I mentioned in my last post that I’ve recently gotten (all the way) into Orphan Black. The third season will apparently debut next Spring, which is perfect because I’m still puzzling out everything I learned in seasons 1 and 2. I dream about this show — it’s become a problem. In any case, it got me thinking about how seldom human cloning is addressed in entertainment. Seldom compared to how often I expect people think about it (then again, just because Orphan Black is taking up mega space in my brain doesn’t mean anyone else gives a flip about clones, right?). The main thing I’ve been turning over and over in my mind is the possible purpose of the clones in the show. Some years ago, I read Never Let Me Go, which is also about clones, and since I started watching OB, I’ve been comparing the two.
So let’s talk about clones!
I’ll try not to spoil any specifics in the show for anyone thinking about checking it out. The main deal is this: Sarah Manning (English chick from Brixton, far left in the picture) comes back to the United States after 10 months. Her aim is to get out from under an abusive, drug dealer boyfriend who she works for/with, and take her daughter (whose been in the care of Sarah’s foster mom for the past 10 months), and her foster brother, Felix, with her to start a new life elsewhere. Her first night there, she sees a woman, who looks exactly like her, kill herself. She takes maybe 10 seconds to be openly horrified before snatching the woman’s purse and taking on her identity. Eventually, she learns that this woman wasn’t the only one in the world (or even the immediate vicinity) who shares her face, and she starts coming into contact with the others. They tell her what little they know about the whole thing, and begrudgingly accept her as one of them in their mission to learn more about who they are.
One insane thing after another happens in this show. But in 2 whole seasons, after everything they’ve learned, they still haven’t figured out why they were made or whose DNA theirs was derived from. One of the scientists responsible gives the vague answer “we wanted little girls,” but I’m having a hard time believing this was their only purpose. After all, why not adopt (aside from the absurdly arrogant reason that, this way, they know ahead of time what their child’s DNA is comprised of b/c they synthesized it themselves, unlike with a normal child)? Another question I have is why make so many of the same girl? The clones managed to collect details on a bunch more like them in the world (who we don’t meet). With such a large number of them in existence, of course they’d eventually run into one another and try to figure things out. Is this all part of one giant experiment? If not, why not take greater pains to keep them separate from one another? The clones’ so-called “monitors” aren’t very good at their jobs…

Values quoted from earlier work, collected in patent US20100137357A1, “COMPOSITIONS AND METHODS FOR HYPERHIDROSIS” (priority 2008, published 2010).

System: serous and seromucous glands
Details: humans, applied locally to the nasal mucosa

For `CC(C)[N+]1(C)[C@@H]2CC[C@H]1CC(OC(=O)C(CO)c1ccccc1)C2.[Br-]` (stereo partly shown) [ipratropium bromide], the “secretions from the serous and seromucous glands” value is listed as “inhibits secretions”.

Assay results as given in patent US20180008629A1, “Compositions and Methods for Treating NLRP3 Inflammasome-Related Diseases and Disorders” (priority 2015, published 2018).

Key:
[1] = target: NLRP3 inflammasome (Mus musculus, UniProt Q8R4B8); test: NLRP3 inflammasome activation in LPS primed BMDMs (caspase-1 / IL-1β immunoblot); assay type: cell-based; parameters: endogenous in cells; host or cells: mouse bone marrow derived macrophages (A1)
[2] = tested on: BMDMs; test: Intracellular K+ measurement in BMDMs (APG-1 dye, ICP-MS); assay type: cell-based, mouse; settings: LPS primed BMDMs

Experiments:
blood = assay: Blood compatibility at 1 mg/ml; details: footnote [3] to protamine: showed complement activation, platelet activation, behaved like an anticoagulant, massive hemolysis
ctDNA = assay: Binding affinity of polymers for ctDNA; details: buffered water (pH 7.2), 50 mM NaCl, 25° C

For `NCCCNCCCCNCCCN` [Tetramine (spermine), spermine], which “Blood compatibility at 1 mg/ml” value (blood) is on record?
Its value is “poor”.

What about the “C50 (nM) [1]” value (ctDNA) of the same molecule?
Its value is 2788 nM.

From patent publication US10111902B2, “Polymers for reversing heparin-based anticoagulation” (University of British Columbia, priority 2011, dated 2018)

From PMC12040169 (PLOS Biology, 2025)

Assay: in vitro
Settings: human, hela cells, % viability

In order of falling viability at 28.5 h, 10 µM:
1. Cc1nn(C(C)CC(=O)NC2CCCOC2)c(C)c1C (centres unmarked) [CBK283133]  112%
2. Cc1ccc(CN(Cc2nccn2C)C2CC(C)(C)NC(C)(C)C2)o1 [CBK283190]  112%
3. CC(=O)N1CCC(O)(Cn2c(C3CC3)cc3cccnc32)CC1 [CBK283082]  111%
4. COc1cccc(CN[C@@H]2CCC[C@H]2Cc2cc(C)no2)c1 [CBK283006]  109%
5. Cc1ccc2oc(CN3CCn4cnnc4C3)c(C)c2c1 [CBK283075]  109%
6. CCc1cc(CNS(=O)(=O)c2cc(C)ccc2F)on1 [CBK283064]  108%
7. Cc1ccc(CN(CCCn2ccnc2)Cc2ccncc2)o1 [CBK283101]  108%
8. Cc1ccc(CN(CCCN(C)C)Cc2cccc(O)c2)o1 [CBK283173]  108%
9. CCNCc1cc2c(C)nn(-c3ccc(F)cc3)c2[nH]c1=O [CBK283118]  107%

Never Let Me Go
Unlike Orphan Black, the clones in Never Let Me Go are both closely monitored in one large group, and designed for a specific purpose that they learn of early on. They’re also cloned from different persons, rather than just one. The clones in this book live at a boarding school called Hailsham until age 16 where it is mostly stressed that they take care of their bodies. They are not taught anything that would allow them to live independently. The main difference between this story and OB is that the children are told they are clones, and that their purpose is to donate organs to normal human beings once they (the clones) reach a certain age. After they’ve donated as much as they can, they die, or reach “completion.” But knowing this doesn’t mean the clones don’t still have questions. Kathy (the protagonist) and Tommy seek out the head of their old school to ask if Tommy’s last donation can be postponed. What they find out is devastating, perhaps even more-so than what they already know about themselves. I definitely recommend reading this book, if only to give yourself a what-if perspective on an interesting topic.
Have you seen Orphan Black, read Never Let Me Go, or encountered any other clone stories?